25 August 2022

The Mills of the Law Grind Slowly, Too

A couple of weeks ago there were commutation and parole hearings here at the penitentiary in Sioux Falls, South Dakota. I am not giving names or case incidents. What I will say is that, as always, the amount of news that some of these received in the local media was intense. And the hype and fear that followed - well, it was way over the top.

Sioux Falls Prison

A whole lot of people were and are convinced that if an inmate goes up for a commutation hearing - and receives it - they get released back into the community that day. WRONG.

Commutation is not a pardon, nor compassionate release. It actually has nothing to do with actually getting OUT. It's a process. Before there's even a hearing, there are interviews, a complete review of the case files, more interviews. If everything goes well, a recommendation is made to the Parole Board to hear it. They don't have to.

If the Parole Board agrees to hear the case, then there is a hearing with the inmate that is open to the public (friends and family on both sides, media, supporters, politicians, etc.). The hearings can be brutal. I've sat through a couple of them along the line. Lot of unfettered emotion. DAs and SAs and sheriffs relitigating the case, despite being told that they're not there to relitigate the case.

At the end of the hearing, with the inmate and public sitting there, the board votes. If the majority votes against approval, the inmate goes back to his/her cell. If they want, they can reapply next year. Some do – year after year after year. Some bag the whole idea and never apply again.

If the majority approves commutation, then the inmate still goes back to his/her cell.

Because the next step isn't release: it's determining what the sentence should be. A commutation is not a pardon. A commutation means that the Parole Board has decided that the sentence (usually life without parole) can and should be reduced to a number of years, and they get to decide how long. I've heard figures like 100, 200, 300 years bandied about. So what a commutation gives you is not an instant get out of prison free card, but a new sentence which makes it possible, sometime in the future, that you can apply for parole. And you can always get turned down for parole, too, even after a commutation.

But before that, the governor has to sign off on the commutation.

So a recommendation packet is made up, with all case files, documentation, the recommended new sentence, etc. And it gets sent to the governor's desk where... It's up to the governor.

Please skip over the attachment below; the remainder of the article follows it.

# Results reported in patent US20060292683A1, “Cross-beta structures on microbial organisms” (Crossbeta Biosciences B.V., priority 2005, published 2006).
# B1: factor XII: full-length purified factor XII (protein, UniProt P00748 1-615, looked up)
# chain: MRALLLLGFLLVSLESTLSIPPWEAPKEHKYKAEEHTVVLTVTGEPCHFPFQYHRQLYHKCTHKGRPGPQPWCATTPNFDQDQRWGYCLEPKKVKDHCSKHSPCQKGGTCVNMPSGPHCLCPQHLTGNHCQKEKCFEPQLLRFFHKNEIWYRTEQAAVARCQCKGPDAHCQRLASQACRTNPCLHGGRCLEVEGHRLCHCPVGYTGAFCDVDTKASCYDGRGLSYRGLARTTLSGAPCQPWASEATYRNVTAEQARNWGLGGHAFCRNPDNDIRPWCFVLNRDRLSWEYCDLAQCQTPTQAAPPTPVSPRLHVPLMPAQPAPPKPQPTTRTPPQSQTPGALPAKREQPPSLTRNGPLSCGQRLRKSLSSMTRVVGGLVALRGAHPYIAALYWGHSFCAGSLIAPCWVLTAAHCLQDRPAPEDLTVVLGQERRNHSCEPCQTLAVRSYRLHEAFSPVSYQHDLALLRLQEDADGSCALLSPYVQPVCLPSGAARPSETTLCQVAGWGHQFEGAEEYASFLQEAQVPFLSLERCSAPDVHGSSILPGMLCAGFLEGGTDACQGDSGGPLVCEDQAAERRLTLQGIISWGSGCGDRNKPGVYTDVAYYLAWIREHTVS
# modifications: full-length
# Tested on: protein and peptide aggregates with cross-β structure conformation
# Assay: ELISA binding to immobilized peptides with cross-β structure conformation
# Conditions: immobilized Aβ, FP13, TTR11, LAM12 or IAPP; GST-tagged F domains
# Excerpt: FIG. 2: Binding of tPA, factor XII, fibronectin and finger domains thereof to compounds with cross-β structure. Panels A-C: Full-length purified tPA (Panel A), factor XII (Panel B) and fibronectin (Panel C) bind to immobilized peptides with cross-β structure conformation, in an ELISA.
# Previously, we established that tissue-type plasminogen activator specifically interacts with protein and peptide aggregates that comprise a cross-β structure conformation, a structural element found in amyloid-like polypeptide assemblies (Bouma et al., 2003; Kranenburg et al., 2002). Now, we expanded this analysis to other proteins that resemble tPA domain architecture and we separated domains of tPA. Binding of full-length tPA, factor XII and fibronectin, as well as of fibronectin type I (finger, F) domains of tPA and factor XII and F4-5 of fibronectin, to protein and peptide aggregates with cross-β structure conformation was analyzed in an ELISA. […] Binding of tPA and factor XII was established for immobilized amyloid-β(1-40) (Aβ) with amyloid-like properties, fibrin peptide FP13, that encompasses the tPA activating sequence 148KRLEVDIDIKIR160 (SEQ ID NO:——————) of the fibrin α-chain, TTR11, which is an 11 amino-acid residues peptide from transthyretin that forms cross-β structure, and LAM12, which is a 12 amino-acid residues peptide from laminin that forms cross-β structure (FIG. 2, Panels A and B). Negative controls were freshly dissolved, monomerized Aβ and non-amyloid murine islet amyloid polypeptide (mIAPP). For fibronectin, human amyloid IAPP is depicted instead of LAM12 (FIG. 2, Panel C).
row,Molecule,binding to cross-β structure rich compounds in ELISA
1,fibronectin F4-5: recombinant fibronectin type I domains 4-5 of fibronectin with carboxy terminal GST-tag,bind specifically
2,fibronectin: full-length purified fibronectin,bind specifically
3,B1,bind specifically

Because the governor can sign the paperwork whenever the governor damn well wants to. As one Parole Board member said, governors have been known to sign the paperwork within days or weeks or months, or years. Or never.

And, of course, the governor can reject the Board's recommendation entirely and refuse to sign off on it. In which case, the inmate can apply again the next year, though I would advise waiting for a new governor.

But if the governor signs off, then the inmate has to continue to serve until they're finally eligible for a parole hearing - and the whole process starts up again.

So, even with a commutation, it can easily take years for an inmate to be released.

This is the way the law works. It's slow. It's messy. It's rarely swift. It's an exhausting process.

But it beats a world without it.


  1. Informative as always.

  2. Good job Eve. I am so glad you wrote this blog so people can understand the process of commutation. Well done as usual.

  3. I intend to circulate this to all and sundry. By the by, I am tired to my bones trying to make this fercockt system allow me to publish as other than Anonymous. I am Jerry K. Sweeny, and I approve this message with three gold stars and bowl of buttered popcorn. So there!

    1. Jerry, I apologize. We suffer random problems with the commenting mechanism. Recently it banned me for several days, so blogger doesn't discriminate.

  4. Thanks, Allan. And thanks, Jerry - welcome aboard!

  5. I'm with Allan and Anon– things I did not know. I've repeatedly heard the deck is stacked against the inmate, that parole board political appointees are timid about releasing the incarcerated. Interesting to get an inside look.

    Recently questions about the Mason girls arose. Starting with old news…
    • Background: Susan Atkins was denied compassionate release. Gov Newsom deemed her a threat despite having a leg amputated, being bed-bound, and dying of brain cancer.
    • The state parole board recommended releasing Leslie Van Houten, 73, but again the governor said she was not only a threat to society but had failed to address her culpability.
    • The state parole board in May recommended release of Patricia Krenwinkel, 74, although the governor has turned down that request many times, for a total of 14 denials.
    Unlike the governor, I believe people can change, but it’s hard to prove if never given a chance.

    Thanks for explaining how that works, Eve.

  6. A lot of parole board appointees are former judges, sheriffs, and prosecutors. And governors are always leery of releasing anyone who might be "dangerous". Up here in SD, it's common knowledge that Leonard Peltier will never be released.


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